At scienceandreligion.com, Iain Carstairs has posted an essay from France Bourely’s book, Hidden Beauty: Microworlds Revealed, that makes an eloquent case for the inclusion of cooperation and bonding in our vision of evolution. The living world presents instances of “symbiosis, cooperation, and interdependence” that are as numerous and compelling as those of competition, Bourely argues. “Beauty is indeed a powerful force and a law of life,” she writes.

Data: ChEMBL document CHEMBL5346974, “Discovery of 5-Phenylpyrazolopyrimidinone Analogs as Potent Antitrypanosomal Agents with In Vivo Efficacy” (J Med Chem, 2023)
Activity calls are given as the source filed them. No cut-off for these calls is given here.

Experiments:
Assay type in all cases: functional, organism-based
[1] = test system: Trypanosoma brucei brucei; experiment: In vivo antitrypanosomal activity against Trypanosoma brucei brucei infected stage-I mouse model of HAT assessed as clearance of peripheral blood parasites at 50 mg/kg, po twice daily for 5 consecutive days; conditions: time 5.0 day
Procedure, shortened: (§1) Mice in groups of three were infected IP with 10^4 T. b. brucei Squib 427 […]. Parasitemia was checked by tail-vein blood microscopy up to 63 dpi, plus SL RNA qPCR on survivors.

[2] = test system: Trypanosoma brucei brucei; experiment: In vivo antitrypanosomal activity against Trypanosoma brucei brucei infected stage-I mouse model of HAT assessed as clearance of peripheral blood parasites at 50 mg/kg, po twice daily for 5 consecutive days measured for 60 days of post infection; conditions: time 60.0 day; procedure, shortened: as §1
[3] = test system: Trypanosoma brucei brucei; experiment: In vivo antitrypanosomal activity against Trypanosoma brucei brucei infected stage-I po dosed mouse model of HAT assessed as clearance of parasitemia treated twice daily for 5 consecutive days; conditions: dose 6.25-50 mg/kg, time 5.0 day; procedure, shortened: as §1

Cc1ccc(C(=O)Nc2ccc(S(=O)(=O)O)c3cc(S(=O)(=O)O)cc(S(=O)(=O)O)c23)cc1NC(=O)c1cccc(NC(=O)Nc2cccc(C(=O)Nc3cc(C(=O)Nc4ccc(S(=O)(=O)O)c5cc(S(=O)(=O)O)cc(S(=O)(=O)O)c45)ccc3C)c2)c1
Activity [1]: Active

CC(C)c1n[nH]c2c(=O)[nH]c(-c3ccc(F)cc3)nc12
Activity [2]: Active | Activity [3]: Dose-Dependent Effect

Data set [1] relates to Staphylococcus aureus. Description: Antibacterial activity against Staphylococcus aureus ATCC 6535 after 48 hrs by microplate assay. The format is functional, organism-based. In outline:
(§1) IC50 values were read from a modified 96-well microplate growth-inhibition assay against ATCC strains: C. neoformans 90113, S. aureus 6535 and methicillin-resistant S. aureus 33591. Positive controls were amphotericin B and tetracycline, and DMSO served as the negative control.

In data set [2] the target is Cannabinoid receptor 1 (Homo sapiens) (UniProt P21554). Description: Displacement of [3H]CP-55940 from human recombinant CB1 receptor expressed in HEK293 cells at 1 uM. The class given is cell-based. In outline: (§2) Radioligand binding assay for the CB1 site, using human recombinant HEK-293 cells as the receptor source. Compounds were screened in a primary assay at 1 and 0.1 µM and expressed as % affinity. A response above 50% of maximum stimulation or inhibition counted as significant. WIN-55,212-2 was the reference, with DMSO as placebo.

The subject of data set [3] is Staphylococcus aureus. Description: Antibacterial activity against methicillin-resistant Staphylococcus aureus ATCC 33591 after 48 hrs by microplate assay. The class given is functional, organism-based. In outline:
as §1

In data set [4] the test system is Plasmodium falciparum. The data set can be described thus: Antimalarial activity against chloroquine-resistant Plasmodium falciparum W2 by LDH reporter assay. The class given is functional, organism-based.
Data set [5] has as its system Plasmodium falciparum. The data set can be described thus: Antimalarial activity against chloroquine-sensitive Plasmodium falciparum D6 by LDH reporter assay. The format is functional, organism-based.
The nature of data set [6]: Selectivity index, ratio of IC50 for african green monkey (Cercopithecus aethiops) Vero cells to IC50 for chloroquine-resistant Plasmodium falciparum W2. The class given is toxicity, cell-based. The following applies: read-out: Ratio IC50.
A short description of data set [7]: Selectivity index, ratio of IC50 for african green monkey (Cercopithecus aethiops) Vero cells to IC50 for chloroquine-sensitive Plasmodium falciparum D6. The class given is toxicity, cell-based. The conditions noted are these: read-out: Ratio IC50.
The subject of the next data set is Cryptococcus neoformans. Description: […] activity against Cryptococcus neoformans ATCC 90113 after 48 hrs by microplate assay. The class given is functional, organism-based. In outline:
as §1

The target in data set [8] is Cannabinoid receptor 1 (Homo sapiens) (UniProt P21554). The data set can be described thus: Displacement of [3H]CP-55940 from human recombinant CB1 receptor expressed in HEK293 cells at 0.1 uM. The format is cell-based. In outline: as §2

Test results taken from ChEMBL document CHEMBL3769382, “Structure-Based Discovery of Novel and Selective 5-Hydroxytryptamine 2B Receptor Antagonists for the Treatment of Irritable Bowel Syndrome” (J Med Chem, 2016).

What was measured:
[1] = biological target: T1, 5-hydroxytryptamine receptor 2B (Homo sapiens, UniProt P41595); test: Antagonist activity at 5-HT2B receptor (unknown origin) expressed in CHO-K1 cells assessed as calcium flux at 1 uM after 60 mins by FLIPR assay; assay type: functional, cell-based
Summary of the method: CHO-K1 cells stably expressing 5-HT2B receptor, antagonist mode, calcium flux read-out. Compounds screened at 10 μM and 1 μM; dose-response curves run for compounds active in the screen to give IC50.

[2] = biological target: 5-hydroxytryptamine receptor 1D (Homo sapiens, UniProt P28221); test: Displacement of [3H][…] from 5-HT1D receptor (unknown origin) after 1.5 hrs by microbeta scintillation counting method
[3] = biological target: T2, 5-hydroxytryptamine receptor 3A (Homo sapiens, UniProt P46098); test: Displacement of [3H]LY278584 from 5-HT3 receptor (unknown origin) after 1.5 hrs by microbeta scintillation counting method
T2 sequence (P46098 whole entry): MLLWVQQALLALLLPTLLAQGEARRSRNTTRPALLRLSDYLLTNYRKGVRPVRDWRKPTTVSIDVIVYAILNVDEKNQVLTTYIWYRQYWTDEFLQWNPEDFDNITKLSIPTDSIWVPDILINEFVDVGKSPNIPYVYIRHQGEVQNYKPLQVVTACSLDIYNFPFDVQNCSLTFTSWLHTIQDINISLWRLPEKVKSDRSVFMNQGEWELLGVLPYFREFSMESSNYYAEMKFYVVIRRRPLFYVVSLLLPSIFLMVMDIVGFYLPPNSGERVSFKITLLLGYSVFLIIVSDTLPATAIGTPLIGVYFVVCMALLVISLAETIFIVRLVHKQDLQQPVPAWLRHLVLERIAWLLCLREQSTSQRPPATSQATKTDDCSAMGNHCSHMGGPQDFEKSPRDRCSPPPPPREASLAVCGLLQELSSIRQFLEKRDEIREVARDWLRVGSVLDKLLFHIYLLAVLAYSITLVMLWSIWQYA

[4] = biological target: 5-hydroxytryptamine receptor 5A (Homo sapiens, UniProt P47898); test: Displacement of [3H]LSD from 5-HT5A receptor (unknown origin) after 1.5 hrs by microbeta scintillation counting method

Her observations raise an additional issue that is important. In general, science is considered to be stuff of fact and theory and not of morality, of good and bad behaviors. Religions, on the other hand, often specialize in guidance about right and wrong. This assignment of morality to one domain but not the other may be weakening. As Bourely makes clear, evolutionary biology describes the full range from cooperative to deadly behaviors. Aren’t these opposites the rudiments of the duality of good and evil? Perhaps human morality is binary because it is descended from the two primary avenues for survival. For me, subjectively, my feelings of kindness on the one hand and hostility on the other don’t seem too far from the duality of affection and antagonism that our dog displays, nor from the green interdependence and competition for sunlight in our back yard. As Bourely suggests, science offers a richer source for perspectives on morality than we thought.